Pseudepigraphic Testaments

A number of “testaments” survive from antiquity. These texts present themselves as the last words of important biblical figures such as Moses, Jacob, and Joseph. The SBLHS 2 §8.3.4 provides abbreviations for each work. This post will explain how to use these abbreviations when citing the testaments.

1. Testaments of the Twelve Patriarchs

Perhaps the most well known of the testament genre, the work referred to as the Testaments of the Twelve Patriarchs (ca. second century BCE) is a collection of pseudepigraphical “last words” of the twelve sons of Jacob. Although gathered into a single collection, each testament is preserved with its own unique title and citation system. Each text should therefore be cited independently. For instance, rather than refer to T. 12 Patr. 1.2.1, it is more exact to refer to T. Reu. 2.1. The abbreviations for these works are as follows:

T. Ash. Testament of Asher
T. Benj. Testament of Benjamin
T. Dan Testament of Dan
T. Gad Testament of Gad
T. Iss. Testament of Issachar
T. Jos. Testament of Joseph
T. Jud. Testament of Judah
T. Levi Testament of Levi
T. Naph. Testament of Naphtali
T. Reu. Testament of Reuben
T. Sim. Testament of Simeon
T. Zeb. Testament of Zebulun

Note: Since these works and those listed below are unattributed ancient works, the titles are not italicized.

2. Testaments of the Three Patriarchs

The works sometimes referred to as the Testaments of the Three Patriarchs (ca. first–third centuries CE) are three independent works presenting themselves as the last words of Abraham, Isaac, and Jacob. As with the Testaments of the Twelve Patriarchs, each should be cited according to the individual testament. For instance, rather than refer to T. 3 Patr. 1.2.1, it is more accurate to refer to T. Ab. 2.1. The abbreviations for these works are as follows:

T. Ab. Testament of Abraham
T. Isaac Testament of Isaac
T. Jac. Testament of Jacob

The Testament of Abraham is preserved in two basic versions, a long form (A) and a short form (B). Citations to the Testament of Abraham should include a notation that indicates which version of the text is being cited. For instance, to cite chapter 2, verse 1 of the long version of the Testament of Abraham, use the following format: T. Ab. A2.1.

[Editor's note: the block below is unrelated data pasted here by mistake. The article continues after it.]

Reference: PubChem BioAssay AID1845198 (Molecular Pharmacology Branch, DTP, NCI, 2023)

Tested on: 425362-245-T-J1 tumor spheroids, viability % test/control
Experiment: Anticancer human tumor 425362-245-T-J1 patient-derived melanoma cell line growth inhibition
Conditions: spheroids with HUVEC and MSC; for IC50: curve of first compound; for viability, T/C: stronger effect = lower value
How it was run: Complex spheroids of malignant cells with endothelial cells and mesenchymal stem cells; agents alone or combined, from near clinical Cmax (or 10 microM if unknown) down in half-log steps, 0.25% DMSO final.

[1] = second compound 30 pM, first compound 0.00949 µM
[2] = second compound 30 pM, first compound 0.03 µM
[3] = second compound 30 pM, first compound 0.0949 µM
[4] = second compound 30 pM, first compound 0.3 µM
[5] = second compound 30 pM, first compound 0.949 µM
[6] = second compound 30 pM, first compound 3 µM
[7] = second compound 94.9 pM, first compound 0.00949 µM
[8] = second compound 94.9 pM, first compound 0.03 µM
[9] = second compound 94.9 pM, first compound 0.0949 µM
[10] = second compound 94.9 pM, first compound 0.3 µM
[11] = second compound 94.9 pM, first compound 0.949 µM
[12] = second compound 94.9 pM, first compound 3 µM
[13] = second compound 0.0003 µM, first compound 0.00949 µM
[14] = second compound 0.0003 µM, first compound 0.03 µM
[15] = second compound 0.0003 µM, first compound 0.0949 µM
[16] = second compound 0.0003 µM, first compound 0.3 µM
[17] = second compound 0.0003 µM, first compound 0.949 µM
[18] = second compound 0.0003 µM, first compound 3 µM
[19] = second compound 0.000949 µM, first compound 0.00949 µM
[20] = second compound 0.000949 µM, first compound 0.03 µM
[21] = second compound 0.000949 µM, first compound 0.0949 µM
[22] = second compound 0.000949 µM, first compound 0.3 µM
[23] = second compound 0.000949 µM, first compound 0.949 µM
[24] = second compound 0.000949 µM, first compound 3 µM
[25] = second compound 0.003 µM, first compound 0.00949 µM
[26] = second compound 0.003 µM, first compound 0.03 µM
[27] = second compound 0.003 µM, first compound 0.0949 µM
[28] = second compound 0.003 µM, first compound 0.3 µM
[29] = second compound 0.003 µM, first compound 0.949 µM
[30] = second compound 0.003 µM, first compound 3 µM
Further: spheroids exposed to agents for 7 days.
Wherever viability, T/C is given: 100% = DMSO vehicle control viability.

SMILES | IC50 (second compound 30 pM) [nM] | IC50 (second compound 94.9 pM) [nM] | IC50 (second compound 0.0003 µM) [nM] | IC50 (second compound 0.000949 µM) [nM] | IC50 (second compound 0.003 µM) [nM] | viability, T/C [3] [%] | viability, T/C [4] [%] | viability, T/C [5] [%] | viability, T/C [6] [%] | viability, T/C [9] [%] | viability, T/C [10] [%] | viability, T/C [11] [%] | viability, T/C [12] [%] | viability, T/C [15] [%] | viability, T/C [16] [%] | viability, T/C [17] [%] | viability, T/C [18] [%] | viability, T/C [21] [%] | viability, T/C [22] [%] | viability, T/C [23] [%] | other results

3. Additional Testaments

In addition to the aforementioned collections, there are a number of additional testaments (ca. first century BCE–fifth century CE) attributed to various biblical figures. Each should be cited as an independent work using the appropriate abbreviation:

T. Adam Testament of Adam
T. Job Testament of Job
T. Moses Testament of Moses
T. Solomon Testament of Solomon

As with other ancient works, it is good practice to identify the name of the translator and any relevant citation information when quoting from each testament. For example:

“So King Solomon called the boy one day, and questioned him, saying: ‘Do I not love thee more than all the artisans who are working in the Temple of God? Do I not give thee double wages and a double supply of food? How is it that day by day and hour by hour thou growest thinner?’” (T. Sol. 1.3 [Conybeare]).

15. The testament goes on to say, “Do not devote your attention to the beauty of women, my children, nor occupy your minds with their activities” (T. Reu. 4.1 [H. C. Kee, OTP 1:783]).

For more on citing passages from James H. Charlesworth’s The Old Testament Pseudepigrapha, see our blog post here.

Works Cited

Charlesworth, James H., ed. 1983–1985. Old Testament Pseudepigrapha. 2 vols. New York: Doubleday.

Conybeare, F. C., trans. 1898. “The Testament of Solomon.” JQR 11:1–45.

 

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